Could it be possible to use focus correction system to make DOF deeper, in macro shooting for example?
Focus stacking, or Z-stacking as it is known, should be relatively easy to automatize with AF macro or other lenses. Obviously it would be tripod only, mirror up and probably electronic shutter required, plus you'd maybe need a fraction of a second of wait time between each shot to let the vibration caused by the focusing motor and movement to die. Also, unless the processing pipeline is REALLY beefed up, I doubt you could combine the image stack in camera at least if it is composed of more than say three images. Or maybe you could but processing time might be excruciatingly long.

At my work, I have done quite a bit of this Z-stacking on a Zeiss StereoDiscoveryV12 stereomicroscope, it's Zeiss camera and PC-based software. A stack of 20-30 images takes from 30s to a minute or two depending on how fast a PC we are talking about. Vibrations and movement obviously are to be avoided at all costs which is why the system sits on a freaking steady and heavy stone table. But the end result is worth it In microscopy magnifications the DOF is, well, microscopic ( ), so it really is a game changer. You get images that are in focus throughout the specimen: insect, moss, mineral fragment, your pubic hair, whatever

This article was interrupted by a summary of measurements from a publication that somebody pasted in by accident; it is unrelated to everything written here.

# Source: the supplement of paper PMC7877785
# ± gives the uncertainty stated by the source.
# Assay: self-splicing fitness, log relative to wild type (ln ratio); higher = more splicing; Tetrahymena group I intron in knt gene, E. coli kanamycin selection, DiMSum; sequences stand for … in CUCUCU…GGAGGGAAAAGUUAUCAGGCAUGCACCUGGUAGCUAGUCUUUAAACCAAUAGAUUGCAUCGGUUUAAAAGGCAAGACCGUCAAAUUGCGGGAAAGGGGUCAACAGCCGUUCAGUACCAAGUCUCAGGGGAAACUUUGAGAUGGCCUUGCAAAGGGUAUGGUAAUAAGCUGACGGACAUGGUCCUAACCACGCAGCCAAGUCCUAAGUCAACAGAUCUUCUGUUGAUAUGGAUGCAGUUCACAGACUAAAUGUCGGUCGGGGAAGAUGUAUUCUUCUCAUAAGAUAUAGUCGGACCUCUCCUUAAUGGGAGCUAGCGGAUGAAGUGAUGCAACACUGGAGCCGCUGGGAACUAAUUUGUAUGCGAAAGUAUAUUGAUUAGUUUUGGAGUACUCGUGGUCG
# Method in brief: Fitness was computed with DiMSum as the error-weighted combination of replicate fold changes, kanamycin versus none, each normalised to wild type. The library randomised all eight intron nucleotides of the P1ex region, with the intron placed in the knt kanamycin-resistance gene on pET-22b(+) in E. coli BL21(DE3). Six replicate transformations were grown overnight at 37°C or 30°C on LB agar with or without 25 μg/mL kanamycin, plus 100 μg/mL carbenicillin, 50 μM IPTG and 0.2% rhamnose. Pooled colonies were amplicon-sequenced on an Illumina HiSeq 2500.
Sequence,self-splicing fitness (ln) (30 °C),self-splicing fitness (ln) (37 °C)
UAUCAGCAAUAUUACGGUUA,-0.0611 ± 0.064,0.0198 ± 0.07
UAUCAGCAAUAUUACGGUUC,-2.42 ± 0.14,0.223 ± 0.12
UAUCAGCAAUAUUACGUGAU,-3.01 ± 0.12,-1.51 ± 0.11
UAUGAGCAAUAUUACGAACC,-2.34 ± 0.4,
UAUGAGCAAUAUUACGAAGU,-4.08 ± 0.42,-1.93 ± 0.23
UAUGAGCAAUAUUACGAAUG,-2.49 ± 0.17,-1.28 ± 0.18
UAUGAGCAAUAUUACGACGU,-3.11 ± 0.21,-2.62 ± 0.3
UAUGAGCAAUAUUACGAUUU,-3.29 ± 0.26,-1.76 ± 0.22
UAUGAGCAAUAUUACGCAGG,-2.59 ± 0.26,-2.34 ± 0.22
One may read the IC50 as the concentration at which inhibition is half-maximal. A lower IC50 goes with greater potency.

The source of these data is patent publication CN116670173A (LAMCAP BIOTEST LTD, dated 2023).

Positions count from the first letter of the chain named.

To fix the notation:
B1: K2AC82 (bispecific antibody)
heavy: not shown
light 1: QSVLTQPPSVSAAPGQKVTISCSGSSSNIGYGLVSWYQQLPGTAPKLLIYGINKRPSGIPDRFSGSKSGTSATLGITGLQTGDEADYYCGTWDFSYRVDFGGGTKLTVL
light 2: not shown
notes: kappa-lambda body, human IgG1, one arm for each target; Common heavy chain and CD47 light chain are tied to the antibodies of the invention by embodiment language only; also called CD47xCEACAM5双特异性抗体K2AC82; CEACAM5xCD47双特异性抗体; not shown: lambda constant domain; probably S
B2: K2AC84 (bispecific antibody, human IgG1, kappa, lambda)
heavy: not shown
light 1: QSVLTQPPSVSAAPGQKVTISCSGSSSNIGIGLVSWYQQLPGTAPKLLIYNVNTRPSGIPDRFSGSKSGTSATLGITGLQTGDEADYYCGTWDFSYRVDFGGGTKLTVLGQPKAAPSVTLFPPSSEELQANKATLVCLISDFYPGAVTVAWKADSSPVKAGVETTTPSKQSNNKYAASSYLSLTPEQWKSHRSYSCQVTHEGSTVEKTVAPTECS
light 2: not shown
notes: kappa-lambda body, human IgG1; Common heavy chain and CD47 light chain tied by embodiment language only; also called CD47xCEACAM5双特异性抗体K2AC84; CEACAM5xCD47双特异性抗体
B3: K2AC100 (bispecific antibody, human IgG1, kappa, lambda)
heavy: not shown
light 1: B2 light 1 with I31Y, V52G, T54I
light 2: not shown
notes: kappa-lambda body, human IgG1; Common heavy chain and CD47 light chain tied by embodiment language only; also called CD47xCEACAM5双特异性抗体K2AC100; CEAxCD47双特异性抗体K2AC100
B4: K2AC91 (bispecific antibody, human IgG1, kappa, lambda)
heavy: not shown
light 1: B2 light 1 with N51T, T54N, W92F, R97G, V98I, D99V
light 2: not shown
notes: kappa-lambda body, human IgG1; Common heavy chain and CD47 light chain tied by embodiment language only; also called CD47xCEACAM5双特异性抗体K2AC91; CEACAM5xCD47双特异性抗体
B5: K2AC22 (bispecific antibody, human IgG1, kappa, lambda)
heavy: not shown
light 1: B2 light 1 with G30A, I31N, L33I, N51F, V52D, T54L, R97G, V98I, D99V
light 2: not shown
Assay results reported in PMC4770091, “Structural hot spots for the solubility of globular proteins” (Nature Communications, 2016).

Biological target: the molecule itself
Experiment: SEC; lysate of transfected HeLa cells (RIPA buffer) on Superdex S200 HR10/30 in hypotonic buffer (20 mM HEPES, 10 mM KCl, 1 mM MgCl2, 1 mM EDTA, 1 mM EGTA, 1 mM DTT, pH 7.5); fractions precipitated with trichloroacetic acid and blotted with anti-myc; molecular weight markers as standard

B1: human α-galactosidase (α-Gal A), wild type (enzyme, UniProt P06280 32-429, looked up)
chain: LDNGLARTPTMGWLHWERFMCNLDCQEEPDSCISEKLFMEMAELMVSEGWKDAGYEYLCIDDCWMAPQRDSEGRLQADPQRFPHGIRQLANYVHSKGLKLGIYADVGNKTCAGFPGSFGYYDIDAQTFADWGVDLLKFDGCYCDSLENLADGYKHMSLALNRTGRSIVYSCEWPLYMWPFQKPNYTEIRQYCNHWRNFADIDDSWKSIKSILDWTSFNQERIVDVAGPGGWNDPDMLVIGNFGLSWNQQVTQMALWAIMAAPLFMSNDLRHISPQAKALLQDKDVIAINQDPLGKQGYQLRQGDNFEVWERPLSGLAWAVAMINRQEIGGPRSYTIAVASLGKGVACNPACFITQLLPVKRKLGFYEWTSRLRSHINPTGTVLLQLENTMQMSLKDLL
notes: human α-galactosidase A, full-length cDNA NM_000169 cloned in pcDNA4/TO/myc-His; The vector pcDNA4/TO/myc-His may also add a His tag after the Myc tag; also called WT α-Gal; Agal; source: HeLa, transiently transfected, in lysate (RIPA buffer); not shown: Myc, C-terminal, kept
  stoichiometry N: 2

Edit: forgot to mention that those Zeiss microscope cams are truly puny in the megapixel department, from 3 to 5 depending on model, if my memory serves. So a stack of even just 5-10 full resolution Pentax FF or even K-3 images would be a real acid test for any in-camera imaging processor, I'd imagine.

Last edited by Rorschach; 04-23-2015 at 11:23 AM.
04-23-2015, 12:58 PM   #10
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QuoteOriginally posted by quant2325 Quote
1) The files shouldn't be much bigger, if at all. This is a completely different way of doing this than Olympus. You will get 48MP (or whatever) effective resolution without massive files.
It will be three times as big as a normal raw file. (unless of course the result is a compressed jpeg).
A normal rawfile is 14bits per pixel of gray info, a full color version has 14 bits of red, green and blue for every pixel. So it's three times as large.
04-23-2015, 01:28 PM   #11
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QuoteOriginally posted by Gimbal Quote
It will be three times as big as a normal raw file. (unless of course the result is a compressed jpeg).
A normal rawfile is 14bits per pixel of gray info, a full color version has 14 bits of red, green and blue for every pixel. So it's three times as large.

Ricoh is taking four pixels of each Bayer color filter array cell--twice as many green than blue or red--and aligning them (like one on top of the other). The file should have the same number of pixels. The difference is that each pixel now has full G,R and B data. This is completely different than the Olympus approach. Ricoh is not adding more cells.